Powdered tannin is sometimes added to red wine to help fix color and add grip. Sadly, Michael Jackson tried this and, well, you know the result. He obviously lost his grip. The same additive is occasionally used on donuts, which then go great with Barolo.

James Earl Jones Voiceover
Often added to make an expensive wine seem classier. Cheaper wines use a high dosage of Morgan Freeman. Adding voiceovers is technically illegal in Europe, though they do allow the use of ventriloquists.

MegaPurple is a grape concentrate made from the hybrid grape Rubired. Manufactured by the wine conglomerate Constellation, it’s often added to red wine in order to ruin it. A single drop, however, is said to make any orange wine significantly better—bang, it’s even more orange! MegaPurple is also a common substitute for Viagra. If after consuming a glass of The Prisoner your erection lasts for more than four hours, consult a sommelier. That’ll make anyone go flaccid.

Monday, July 14, 2014


Splooge Estates, and our sister winery, The Linoleum Project™, are proud to announce the opening of our newest and most exciting project to date, AuthenticLand! Located in Los Angeles, California, AuthenticLand isn’t just a winery that focuses on Natural, Real, Authentic and Certified Sensitive® wines, AuthenticLand is also Southern California’s latest amusement park! Bring the whole family! While Mom and Dad sample the latest releases from The Linoleum Project™, the kids can experience the thrill of AuthenticLand’s most fearsome roller coaster, Shittin’ Brix! AuthenticLand promises to be all-natural fun for the whole family.

Those of you who love wine may be asking yourselves, Why Los Angeles? Why start a new winery in the Least Natural City in the World, a city where the movies are reel but the tits are fake? Splooge Estate’s Director of Winemaking Seaman Samples explains:

“We’re running out of weird old vineyards in Northern California to exploit. Every damned vineyard planted to Trousseau or Negrette (and if you haven’t had our co-fermented Trousseau and Negrette, you owe yourself a bottle of the The Linoleum Project™ “Trou Gret”—look for John Wayne on the label!), Chenin Blanc or Furmint (come on, haven’t you had our Furmint and Chenin Blanc combination, The Linoleum Project™ Chenin de Fur?—it’s our version of overpriced Night Train!) is overrun with creepy young winemakers looking to make names for themselves by producing Natural Wines from orphan varieties. These young winemakers are all over these orphan varieties like the sex trade on runaways. Pimp ‘em out, slap ‘em in some fancy wrapping, and sell ‘em to mouth-breathing perverts. At Splooge Estate, we saw this coming. We knew there were vineyards in Southern California, and we knew they were old. That’s all we needed to start lining up investors to build AuthenticLand. Are the vineyards any good? They’re old! That’s all you need to sell Authentic wine. If we say they’re great vineyards, well, we can take that to the bank, regardless of whether you can. And, besides, once we’re done with the fruit, hell, it doesn’t really matter how good the vineyard was.”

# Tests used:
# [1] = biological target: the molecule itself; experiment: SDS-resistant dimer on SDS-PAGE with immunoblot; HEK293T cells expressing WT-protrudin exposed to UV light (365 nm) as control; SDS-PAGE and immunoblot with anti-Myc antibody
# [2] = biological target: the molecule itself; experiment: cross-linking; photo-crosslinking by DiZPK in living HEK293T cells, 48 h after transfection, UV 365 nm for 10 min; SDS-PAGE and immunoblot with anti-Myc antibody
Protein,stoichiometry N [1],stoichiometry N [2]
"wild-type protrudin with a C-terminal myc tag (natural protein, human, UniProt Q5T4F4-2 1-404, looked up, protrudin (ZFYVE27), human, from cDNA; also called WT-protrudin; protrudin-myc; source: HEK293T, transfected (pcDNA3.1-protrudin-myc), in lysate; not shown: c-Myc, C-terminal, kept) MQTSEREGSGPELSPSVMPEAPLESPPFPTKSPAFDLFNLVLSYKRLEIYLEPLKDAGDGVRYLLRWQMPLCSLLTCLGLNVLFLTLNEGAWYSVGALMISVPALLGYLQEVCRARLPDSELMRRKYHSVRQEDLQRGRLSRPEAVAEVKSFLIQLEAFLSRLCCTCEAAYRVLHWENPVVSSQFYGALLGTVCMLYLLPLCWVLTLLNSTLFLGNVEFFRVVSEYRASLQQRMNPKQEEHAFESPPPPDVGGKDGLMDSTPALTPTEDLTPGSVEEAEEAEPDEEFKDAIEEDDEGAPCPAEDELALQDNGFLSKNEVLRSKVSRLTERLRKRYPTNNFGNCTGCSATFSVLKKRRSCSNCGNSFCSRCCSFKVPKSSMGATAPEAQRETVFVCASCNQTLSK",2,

Once we decided to build yet another winery focused on producing fine wines that express the character of the land, even if that character is primarily pavement (which the first releases capture perfectly, having been fermented in cement eggs—not winemaking cement eggs, but eggs harvested from very old termagants), we then decided to make AuthenticLand a Southern California must-see tourist destination, like Disneyland, Sea World, and Kim Kardashian’s ButtBonanza. (What’s that brown mark on your forehead? Must be Ass Wednesday at ButtBonanza!) At AuthenticLand, there’s our Certified Sensitive® wines for the adults to taste and purchase. Remember, The Linoleum Project™ makes only Certified Sensitive® wines. Leave your critical faculties behind when you taste our wines! Judgment has no place in AuthenticLand, any more than quality control does. Don’t say anything negative about our wines, no matter how bad they taste! They’re right there, right in front of you, and they’re Certified Sensitive®! Have some human feelings, for fuck’s sake, the wines do. They’ve been crushed once, don’t crush them again. Even a dirty look can render them dumb, and ruin them for everyone. Just drink ‘em and praise ‘em, even if you don’t understand their reason to exist. It’s what the “wine critics” do.

While the adults are enjoying the wines, the kids can explore all of AuthenticLand’s worlds. Our aim is to make it both fun and educational for the kids.